- Covered dates of potential exposure – 03/19/2020 – 07/05/2020.
- Temporary rebuttable presumption of injury AOE/COE for an employee’s COVID-19-related illness if:
- The work was performed on or after 03/19/20.
- The employee was directed by the employer to perform work at a location other than the employee’s home.
- The employee tested positive for or was diagnosed with COVID-19 within 14 days after a day that the employee worked at the employer’s direction.
- A California-licensed physician made the initial diagnosis, and that diagnosis is confirmed by further testing within 30 days of the date of the diagnosis.
- Period to reject claim is shortened to 30 days from date of filing of claim form.
- If not rejected within the 30-day period, the claim is presumed compensable, unless rebutted by evidence only discovered after the 30-day period.
- All workers’ compensation benefits, including death benefits, available.
- Permanent disability is subject to apportionment.
- If employee has paid sick leave (PSL) benefits specifically available in response to COVID-19, those benefits must be exhausted before any TD or LC 4850 benefits will be due and payable.
- No waiting period for TD.
- For TD before 05/06/2020 – If the employee tested positive or was diagnosed with COVID-19 before 05/06/2020, then by 05/21/2020, employee must obtain a certification documenting the period for which the employee was TD and unable to work, and must be re-certified every 15 days thereafter, for the first 45 days after the diagnosis.
- For TD after 05/06/2020 – If the employee tests positive or is diagnosed with COVID-19 on or after 05/06/2020, the employee must be certified for TD within the first 15 days after the initial diagnosis, and must be re-certified every 15 days thereafter, for the first 45 days after the diagnosis.
- The physician certifying TD must hold a California physician and surgeon license.
- The Department of Industrial Relations is precluded from collecting any death benefit payment arising out of claims covered by the Order.
- The Order applies to workers’ compensation insurers writing policies that provide coverage in California, self-insured employers, and any other employer carrying its own risk, including the State of California.
Tips for Employers:
- If an employee tested positive or was diagnosed with COVID-19 between 03/19/2020 to the present, after working at the employer’s direction at a location other than the employee’s residence, provide a claim form to the employee as soon as possible, if not done previously.
- Going forward up to and including 07/19/2020 (14 days after the last date of the Order’s specified exposure period), provide a claim form within 24 hours of obtaining knowledge, from any source, that employee tested positive for or was diagnosed with COVID-19 after working at the employer’s direction at a job site that is not the employee’s residence.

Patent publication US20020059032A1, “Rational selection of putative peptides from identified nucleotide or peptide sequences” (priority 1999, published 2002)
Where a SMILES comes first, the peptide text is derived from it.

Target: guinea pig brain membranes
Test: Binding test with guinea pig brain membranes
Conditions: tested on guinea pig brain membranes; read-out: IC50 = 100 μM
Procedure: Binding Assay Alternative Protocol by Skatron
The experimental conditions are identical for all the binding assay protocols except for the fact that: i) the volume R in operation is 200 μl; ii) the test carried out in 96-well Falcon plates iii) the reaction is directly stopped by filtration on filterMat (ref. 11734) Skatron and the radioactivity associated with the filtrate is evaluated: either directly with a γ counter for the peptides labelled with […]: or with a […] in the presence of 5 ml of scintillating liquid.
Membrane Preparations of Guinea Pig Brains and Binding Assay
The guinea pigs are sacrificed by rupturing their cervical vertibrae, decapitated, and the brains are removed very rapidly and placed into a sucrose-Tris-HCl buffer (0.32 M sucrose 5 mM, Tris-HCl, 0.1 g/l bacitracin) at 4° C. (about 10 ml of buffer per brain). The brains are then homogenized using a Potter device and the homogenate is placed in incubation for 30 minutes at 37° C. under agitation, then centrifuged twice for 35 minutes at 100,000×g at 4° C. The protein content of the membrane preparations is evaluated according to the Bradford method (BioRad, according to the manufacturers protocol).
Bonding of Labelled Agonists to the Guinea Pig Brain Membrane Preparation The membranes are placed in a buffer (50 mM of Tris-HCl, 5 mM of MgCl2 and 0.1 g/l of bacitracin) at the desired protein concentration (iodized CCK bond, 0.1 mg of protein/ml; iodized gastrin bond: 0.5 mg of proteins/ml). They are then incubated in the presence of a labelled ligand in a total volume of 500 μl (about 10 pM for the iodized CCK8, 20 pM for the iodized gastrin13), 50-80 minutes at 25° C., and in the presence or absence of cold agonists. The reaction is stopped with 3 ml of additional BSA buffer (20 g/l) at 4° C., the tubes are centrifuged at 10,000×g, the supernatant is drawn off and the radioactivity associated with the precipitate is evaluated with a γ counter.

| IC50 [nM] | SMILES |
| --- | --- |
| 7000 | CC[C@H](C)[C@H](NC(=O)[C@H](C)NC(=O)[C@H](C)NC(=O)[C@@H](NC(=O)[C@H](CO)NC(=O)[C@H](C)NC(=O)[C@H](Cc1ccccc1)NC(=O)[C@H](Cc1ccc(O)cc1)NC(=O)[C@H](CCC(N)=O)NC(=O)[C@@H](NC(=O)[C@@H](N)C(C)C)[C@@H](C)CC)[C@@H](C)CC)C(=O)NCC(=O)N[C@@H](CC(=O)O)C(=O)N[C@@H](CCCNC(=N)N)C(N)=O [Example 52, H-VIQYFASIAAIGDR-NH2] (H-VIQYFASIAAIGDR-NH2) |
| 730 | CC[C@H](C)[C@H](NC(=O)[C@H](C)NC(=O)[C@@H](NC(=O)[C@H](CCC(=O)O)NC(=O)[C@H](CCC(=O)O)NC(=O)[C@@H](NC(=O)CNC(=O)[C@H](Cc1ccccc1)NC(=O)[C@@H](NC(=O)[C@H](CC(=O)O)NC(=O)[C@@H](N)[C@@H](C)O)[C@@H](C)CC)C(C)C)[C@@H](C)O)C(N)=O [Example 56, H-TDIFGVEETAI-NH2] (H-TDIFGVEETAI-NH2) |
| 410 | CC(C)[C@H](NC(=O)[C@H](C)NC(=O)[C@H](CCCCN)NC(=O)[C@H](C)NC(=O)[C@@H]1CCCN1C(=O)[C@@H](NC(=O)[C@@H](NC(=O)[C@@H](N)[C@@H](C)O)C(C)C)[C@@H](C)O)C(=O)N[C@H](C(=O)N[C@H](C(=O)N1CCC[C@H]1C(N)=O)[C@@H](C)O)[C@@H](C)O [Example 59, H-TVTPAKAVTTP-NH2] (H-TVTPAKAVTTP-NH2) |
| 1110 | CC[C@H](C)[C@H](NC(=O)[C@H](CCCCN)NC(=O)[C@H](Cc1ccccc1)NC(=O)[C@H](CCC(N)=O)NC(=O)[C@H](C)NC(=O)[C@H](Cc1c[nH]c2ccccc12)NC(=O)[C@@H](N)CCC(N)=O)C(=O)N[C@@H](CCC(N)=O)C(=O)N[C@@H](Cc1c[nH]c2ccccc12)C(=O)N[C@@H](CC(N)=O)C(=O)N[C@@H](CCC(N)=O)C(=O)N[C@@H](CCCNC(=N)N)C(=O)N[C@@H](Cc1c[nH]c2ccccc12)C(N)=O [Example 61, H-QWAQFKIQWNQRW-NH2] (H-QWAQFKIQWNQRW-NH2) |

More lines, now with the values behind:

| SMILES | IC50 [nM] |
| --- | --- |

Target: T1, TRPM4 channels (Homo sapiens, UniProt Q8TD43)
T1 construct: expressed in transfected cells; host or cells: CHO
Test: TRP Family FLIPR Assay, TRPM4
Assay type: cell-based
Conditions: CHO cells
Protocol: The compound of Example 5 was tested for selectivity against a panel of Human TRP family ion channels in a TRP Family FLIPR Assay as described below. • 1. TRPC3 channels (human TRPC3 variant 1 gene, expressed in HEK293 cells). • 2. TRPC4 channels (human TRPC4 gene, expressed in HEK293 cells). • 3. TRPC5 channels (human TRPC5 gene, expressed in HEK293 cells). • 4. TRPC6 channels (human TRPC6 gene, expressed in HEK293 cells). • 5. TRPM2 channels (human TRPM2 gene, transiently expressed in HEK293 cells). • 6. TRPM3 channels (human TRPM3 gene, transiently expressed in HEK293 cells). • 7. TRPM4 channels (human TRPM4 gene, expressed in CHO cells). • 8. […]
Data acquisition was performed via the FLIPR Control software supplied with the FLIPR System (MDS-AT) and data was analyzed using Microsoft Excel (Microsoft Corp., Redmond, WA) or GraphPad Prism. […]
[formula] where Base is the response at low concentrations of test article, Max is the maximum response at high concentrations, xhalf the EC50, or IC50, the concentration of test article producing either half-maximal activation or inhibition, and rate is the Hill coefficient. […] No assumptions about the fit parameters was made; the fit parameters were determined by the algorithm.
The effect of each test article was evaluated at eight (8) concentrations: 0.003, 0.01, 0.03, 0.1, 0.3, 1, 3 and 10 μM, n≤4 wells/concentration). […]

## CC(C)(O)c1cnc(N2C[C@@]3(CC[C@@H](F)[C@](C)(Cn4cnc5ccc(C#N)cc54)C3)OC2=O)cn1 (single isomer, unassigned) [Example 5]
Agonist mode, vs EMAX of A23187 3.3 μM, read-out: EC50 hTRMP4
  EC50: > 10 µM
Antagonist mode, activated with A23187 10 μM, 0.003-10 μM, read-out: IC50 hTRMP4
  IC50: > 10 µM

Providing claim forms to employees not covered by the order
- A blanket approach to providing claims forms during the pandemic is not recommended. An employee is likely to think the form must be completed and filed, even if he or she has not been exposed to the coronavirus. Once the claim form is filed, a claim is created, which triggers rights and obligations. The resulting flood of claims would be highly burdensome.
- Here are some guidelines that should help:
- A claim form must be provided if an employee asks for one.
- A claim form must be provided if an employer receives knowledge, from any source, that (1) the employee was diagnosed with COVID-19 and (2) either it is work-related, or the employee is claiming it is work-related.
- If a claim form is not required to be provided, consider the nature of the employee’s work, the work environment (working remotely?), whether the employee has actually tested positive for the novel coronavirus or been diagnosed with COVID-19, whether the employee has health insurance, and any factors unique to the situation. The facts may weigh in favor of providing a claim form.
Compensability of covid-19 claims filed by employees not covered by the executive order
- If the new presumption of injury AOE/COE does not apply to a claim, an employee can litigate injury AOE/COE.
- Normally, no exposure for WC benefits for non-occupational diseases, which is what COVID-19 is, since the novel coronavirus is found throughout the world and can affect anyone, not just employees.
- The employee will prevail if there is substantial evidence that his or her risk of exposure to the novel coronavirus was probably higher than the general public’s. (Note: scientific certainty is not required to be proven.)
- Compensability can extend to injuries from the side effects of medications or procedures used to treat COVID-19, not just injuries from the direct damage wrought by the novel coronavirus.
Non-covid-19 injuries to employees working from home while stay-at-home order is effective
- If employer has directed employee to work from home, or given permission, then the employee’s home becomes a second job site, and employer benefits from employee’s services, so injury at home will probably be compensable.
- The personal comfort doctrine is another theory that will support compensability of an injury such as slipping and falling in the bathroom.